Andreeva goes on to say that, "I think we have recalled that it's now the UK's responsibility to come forward with legally operational solutions that are compatible with the withdrawal agreement that are necessary in order to move the discussions forward", conceding nothing to the johnson's "eccentric gentility".

Certainly, the "colleagues" are less than impressed by the pratting about of the UK "negotiating team" who, we are now told, have so far only presented the EU with a draft of the withdrawal agreement with the backstop scrubbed out.

Although this is not news to most of us, we also have it confirmed that the team is refusing to put forward a written proposal to Brussels at this stage "for fear it will be rejected out of hand or publicly rubbished". Instead, they want to wait until almost the last minute before the October Council before presenting a plan to the EU, with just two weeks before Brexit.

Alarmingly, if this really is the strategy, then there is nothing at all to commend it. It is barking mad. There is no possible way the European Council will consider a document of such nature submitted to it. It is not equipped to do so and not legally authorised to conduct detailed negotiations.

Rather, it will pass anything it gets down to the chief negotiator, Michel Barnier, who will consult the Member States and then deliver his views to the Council, with a formal proposal for action if requested.

The insistence of sticking to procedure is heavily emphasised by Ireland's Simone Coveney, who has admitted that there have been "significant informal contacts" with UK ministers on the shape of a possible new deal. But the Irish government nevertheless insists that it will not negotiate with the British government on Brexit. Negotiations can only take place between the UK and the EU task force led by Michel Barnier, it says.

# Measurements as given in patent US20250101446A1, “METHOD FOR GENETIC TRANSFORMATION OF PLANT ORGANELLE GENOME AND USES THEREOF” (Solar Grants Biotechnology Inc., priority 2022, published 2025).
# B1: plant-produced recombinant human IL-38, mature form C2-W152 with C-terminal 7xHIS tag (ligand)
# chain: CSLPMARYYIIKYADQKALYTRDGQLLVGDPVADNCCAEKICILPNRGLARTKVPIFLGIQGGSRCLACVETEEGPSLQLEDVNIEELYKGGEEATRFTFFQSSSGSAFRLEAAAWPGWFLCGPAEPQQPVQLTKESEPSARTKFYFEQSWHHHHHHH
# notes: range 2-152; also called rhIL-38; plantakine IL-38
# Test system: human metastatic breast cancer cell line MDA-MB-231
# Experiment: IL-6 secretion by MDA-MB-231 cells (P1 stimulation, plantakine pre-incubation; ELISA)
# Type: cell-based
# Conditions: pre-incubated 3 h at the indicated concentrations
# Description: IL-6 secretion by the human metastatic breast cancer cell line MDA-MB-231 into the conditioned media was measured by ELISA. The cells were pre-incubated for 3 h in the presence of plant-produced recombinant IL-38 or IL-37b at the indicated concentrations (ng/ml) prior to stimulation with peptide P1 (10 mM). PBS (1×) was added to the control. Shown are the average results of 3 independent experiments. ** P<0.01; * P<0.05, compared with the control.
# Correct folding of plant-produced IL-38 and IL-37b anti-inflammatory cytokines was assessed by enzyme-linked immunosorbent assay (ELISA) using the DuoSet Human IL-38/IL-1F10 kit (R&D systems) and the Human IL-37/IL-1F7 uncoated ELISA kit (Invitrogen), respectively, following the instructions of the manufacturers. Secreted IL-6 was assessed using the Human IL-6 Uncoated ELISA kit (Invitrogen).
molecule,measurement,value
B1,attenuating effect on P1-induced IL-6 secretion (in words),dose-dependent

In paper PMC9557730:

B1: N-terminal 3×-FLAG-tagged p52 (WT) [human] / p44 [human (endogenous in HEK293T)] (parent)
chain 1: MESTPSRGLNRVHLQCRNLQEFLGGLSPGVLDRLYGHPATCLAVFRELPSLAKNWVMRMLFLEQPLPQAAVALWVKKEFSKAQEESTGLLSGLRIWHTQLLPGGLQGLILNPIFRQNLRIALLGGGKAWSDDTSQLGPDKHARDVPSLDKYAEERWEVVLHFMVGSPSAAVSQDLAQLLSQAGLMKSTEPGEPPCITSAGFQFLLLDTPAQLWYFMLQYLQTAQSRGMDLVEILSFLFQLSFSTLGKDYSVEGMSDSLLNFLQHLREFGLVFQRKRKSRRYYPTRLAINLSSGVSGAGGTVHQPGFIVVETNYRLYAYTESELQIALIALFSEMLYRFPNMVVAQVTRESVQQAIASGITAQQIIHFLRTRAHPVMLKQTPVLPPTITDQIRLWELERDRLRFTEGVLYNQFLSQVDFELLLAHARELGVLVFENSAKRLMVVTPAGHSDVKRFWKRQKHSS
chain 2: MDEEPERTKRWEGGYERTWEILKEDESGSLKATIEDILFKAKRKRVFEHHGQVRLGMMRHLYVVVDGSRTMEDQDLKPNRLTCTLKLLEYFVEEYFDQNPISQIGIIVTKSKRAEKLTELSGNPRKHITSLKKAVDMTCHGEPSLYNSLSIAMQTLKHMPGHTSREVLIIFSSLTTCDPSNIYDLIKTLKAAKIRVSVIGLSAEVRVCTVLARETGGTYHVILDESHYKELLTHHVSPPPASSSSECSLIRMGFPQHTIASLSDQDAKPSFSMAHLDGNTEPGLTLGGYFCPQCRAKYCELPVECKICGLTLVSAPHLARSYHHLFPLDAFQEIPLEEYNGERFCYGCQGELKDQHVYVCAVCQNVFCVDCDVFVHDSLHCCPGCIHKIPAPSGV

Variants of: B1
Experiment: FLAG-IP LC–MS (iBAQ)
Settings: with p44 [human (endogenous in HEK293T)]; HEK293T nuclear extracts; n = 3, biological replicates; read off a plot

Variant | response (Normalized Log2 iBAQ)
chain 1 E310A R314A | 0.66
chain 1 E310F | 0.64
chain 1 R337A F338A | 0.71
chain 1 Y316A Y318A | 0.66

If the "cunning plan" is anything like that "revealed" by ITV's Robert Peston (again, not news to many of us), the Barnier will doubtless be recommending further talks to thrash out the details, as a precursor to rejecting the many unacceptable elements.

What will be on offer, Peston suggests, is a unified single market for agriculture between Northern Ireland and the Republic (with a single set of are sanitary and phytosanitary rules), so that cross border flows of livestock and food is not hindered. There will be customs and limited unintrusive goods standards checks on the island but away from the border itself and no customs union with the EU for either the whole UK or Northern Ireland alone.

Where rules for agriculture or even for other limited markets are set for the whole island by Brussels, the principle of a "Stormont lock" will apply. In the words of Peston's source, this will require that "the people of Northern Ireland must be able to withdraw consent, with all that entails".

Since Brussels has always insisted that any arrangement to keep open the border should not be capable of being terminated unilaterally, this has little chance of being accepted. But there is also the question of how tariffs and quotas will be handled, and there is no mention of VAT.

It really is quite remarkable that one of the more complex cross-border issues is the management of VAT refunds, an issue which creates endless problems and administrative burdens on the Swiss border. Yet this never seems to feature when the problems of the Irish border are raised.

This alone indicates that we're not dealing with serious proposals – and that is before we get to the concept of Northern Ireland having to adopt the entire regulatory ecosystem when it comes to SPS rules.